Hatcheries Strengthen Mussel Species on Appalachian Riv

Kim A. O'Connell
for National Geographic News
December 6, 2005

Dr. Seuss could not have come up with better names for five endangered mussel species that inhabit the Big South Fork National River.

The Cumberland elktoe, Cumberlandian combshell, tan riffleshell, and two pearlymussels, the little-wing and the Cumberland bean, all cling to life in the silt of this waterway, which straddles Tennessee and Kentucky.

Although the five species are the rarest, all the waterway's mussels are in danger. Where 50 to 70 species once thrived, today only 26 species remain.

Well-known environmental pressures—mining, logging, and pollution—occur here, as does a more obscure threat: the crush of horses' hooves as recreational riders cross the river.

A vast mussel "baby-making" operation, however, may now be giving the species their last, best hope for survival.

Since 2002 the U.S. National Park Service has worked with the U.S. Fish and Wildlife Service, other federal and state agencies, and two mussel hatcheries—the Virginia Tech Aquaculture Facility and the Kentucky Center for Mollusk Conservation.

The consortium aims to breed freshwater mussels and reintroduce them to the Big South Fork. Through an intricate and exacting process, about 80,000 juveniles have already been reintroduced to the river. Many more mussel births are planned.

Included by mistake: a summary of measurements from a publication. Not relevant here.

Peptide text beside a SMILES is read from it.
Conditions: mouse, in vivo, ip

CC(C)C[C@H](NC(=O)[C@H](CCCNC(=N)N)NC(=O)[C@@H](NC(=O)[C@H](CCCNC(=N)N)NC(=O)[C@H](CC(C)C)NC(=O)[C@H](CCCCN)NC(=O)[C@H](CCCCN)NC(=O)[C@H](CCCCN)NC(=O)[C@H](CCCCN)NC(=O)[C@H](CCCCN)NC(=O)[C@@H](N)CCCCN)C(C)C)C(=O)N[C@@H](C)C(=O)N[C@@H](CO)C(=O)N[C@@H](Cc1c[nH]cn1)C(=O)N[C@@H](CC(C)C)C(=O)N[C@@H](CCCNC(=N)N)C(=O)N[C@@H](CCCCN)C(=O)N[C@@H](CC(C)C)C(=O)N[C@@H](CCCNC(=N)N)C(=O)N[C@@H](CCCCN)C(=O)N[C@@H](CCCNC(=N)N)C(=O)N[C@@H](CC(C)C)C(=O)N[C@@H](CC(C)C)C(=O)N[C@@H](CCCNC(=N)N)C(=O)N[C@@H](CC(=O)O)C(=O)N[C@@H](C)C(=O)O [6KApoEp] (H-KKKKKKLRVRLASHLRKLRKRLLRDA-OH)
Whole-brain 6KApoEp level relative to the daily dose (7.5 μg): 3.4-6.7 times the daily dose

"Big South Fork is a real biological treasure," said Steve Ahlstedt, a retired U.S. Geological Survey biologist who has worked on the recovery effort. "It has the best mussel fauna that's left among many hundreds, if not thousands, of miles of streams."

"This is the last stronghold," he added. "This is the seed stock for mussel recovery, and if we lose that seed stock, then we're out of business."

Juvenile Detention

A century ago, the luminescent shells of freshwater mussels were nearly as valuable to the button industry as their pearls were to jewelers. The mussel industry was lucrative for decades. But eventually the bottom fell out as mussel beds were depleted.

It took years for mussel populations to recover. But they did, thanks in large measure to federally protected riverbank areas, such as the Big South Fork.

Continued on Next Page >>


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